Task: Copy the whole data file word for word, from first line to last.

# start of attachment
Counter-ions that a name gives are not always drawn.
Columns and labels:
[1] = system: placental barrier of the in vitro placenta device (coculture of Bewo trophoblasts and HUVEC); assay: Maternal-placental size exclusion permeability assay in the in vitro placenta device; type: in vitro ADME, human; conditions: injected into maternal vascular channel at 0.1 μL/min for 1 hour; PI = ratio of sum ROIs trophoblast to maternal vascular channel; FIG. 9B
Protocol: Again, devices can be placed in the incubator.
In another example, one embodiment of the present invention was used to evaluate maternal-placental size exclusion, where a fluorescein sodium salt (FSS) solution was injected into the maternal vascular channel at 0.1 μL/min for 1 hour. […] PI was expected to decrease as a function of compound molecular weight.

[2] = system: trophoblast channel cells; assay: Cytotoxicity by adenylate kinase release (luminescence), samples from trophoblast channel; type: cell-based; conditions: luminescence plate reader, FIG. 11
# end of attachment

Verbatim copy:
Counter-ions that a name gives are not always drawn.
Columns and labels:
[1] = system: placental barrier of the in vitro placenta device (coculture of Bewo trophoblasts and HUVEC); assay: Maternal-placental size exclusion permeability assay in the in vitro placenta device; type: in vitro ADME, human; conditions: injected into maternal vascular channel at 0.1 μL/min for 1 hour; PI = ratio of sum ROIs trophoblast to maternal vascular channel; FIG. 9B
Protocol: Again, devices can be placed in the incubator.
In another example, one embodiment of the present invention was used to evaluate maternal-placental size exclusion, where a fluorescein sodium salt (FSS) solution was injected into the maternal vascular channel at 0.1 μL/min for 1 hour. […] PI was expected to decrease as a function of compound molecular weight.

[2] = system: trophoblast channel cells; assay: Cytotoxicity by adenylate kinase release (luminescence), samples from trophoblast channel; type: cell-based; conditions: luminescence plate reader, FIG. 11